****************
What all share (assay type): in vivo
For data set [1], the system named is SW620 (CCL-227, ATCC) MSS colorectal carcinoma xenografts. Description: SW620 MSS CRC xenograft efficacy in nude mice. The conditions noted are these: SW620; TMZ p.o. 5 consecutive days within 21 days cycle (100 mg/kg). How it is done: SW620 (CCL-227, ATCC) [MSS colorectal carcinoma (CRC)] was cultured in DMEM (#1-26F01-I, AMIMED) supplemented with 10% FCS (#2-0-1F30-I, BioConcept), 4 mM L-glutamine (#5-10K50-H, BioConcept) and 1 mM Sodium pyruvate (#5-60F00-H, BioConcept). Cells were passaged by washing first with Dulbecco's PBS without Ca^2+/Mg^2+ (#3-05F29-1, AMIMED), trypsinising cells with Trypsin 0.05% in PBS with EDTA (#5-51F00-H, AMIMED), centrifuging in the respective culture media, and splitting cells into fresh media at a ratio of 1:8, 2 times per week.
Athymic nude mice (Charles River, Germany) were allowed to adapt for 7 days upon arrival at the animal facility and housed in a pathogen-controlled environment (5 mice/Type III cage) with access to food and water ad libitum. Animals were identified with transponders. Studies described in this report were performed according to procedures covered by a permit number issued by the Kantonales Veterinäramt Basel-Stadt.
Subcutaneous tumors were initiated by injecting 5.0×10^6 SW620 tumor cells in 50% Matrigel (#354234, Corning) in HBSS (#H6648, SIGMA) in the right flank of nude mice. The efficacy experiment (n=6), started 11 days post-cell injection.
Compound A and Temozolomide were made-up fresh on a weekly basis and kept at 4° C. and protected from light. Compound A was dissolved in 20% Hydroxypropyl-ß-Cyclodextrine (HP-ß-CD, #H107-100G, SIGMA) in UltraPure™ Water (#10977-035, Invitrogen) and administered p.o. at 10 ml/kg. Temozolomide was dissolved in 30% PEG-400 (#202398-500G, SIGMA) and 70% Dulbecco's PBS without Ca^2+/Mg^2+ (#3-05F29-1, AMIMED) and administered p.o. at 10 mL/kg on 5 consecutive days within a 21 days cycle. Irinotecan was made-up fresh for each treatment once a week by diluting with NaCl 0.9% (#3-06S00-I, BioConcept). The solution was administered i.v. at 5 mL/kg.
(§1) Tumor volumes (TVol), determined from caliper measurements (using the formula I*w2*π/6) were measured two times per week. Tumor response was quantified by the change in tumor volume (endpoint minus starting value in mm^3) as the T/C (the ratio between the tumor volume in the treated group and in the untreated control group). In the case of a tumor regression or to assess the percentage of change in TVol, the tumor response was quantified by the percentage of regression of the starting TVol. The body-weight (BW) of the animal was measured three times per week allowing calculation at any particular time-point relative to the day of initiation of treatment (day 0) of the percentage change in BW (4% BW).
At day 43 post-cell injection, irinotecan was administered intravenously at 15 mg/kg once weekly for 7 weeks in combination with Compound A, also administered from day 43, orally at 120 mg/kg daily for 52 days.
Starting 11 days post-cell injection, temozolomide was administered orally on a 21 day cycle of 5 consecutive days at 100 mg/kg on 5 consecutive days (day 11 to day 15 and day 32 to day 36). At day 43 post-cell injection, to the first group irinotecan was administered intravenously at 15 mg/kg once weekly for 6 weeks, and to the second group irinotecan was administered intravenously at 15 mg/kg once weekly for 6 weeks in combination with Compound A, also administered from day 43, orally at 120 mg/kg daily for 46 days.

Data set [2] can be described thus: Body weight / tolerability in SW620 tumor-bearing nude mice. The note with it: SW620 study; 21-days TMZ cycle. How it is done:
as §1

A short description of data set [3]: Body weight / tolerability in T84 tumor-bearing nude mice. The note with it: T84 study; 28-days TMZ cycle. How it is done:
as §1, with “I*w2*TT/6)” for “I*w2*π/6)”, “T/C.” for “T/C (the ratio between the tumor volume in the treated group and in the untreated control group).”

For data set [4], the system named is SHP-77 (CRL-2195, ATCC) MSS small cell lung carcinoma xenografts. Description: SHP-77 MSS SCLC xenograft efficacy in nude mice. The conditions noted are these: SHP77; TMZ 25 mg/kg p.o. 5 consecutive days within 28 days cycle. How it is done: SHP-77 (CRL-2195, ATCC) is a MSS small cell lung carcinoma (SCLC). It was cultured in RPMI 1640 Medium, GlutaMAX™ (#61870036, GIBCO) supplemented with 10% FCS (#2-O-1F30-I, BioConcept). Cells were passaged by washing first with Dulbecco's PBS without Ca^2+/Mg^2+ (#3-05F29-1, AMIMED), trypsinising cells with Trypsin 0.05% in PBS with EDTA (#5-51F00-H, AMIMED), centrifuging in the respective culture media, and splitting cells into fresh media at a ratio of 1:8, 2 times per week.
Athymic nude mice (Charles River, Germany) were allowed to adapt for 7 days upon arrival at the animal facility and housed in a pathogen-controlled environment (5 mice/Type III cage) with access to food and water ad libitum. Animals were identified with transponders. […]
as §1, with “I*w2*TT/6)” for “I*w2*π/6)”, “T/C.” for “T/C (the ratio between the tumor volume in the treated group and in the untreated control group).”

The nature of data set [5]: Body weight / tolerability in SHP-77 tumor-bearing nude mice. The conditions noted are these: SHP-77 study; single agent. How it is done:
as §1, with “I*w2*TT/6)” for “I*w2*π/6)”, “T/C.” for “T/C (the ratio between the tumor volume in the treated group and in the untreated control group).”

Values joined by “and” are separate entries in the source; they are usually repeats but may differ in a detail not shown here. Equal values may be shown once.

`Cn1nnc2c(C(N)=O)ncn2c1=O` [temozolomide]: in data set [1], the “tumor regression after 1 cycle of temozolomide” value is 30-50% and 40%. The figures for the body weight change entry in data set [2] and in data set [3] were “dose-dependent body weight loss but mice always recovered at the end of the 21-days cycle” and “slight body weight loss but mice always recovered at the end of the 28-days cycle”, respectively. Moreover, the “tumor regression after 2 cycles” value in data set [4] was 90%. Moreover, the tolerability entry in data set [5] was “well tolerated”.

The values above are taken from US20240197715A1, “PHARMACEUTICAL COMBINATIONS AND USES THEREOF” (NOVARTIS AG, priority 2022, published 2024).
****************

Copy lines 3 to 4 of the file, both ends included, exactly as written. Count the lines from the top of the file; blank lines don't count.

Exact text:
Athymic nude mice (Charles River, Germany) were allowed to adapt for 7 days upon arrival at the animal facility and housed in a pathogen-controlled environment (5 mice/Type III cage) with access to food and water ad libitum. Animals were identified with transponders. Studies described in this report were performed according to procedures covered by a permit number issued by the Kantonales Veterinäramt Basel-Stadt.
Subcutaneous tumors were initiated by injecting 5.0×10^6 SW620 tumor cells in 50% Matrigel (#354234, Corning) in HBSS (#H6648, SIGMA) in the right flank of nude mice. The efficacy experiment (n=6), started 11 days post-cell injection.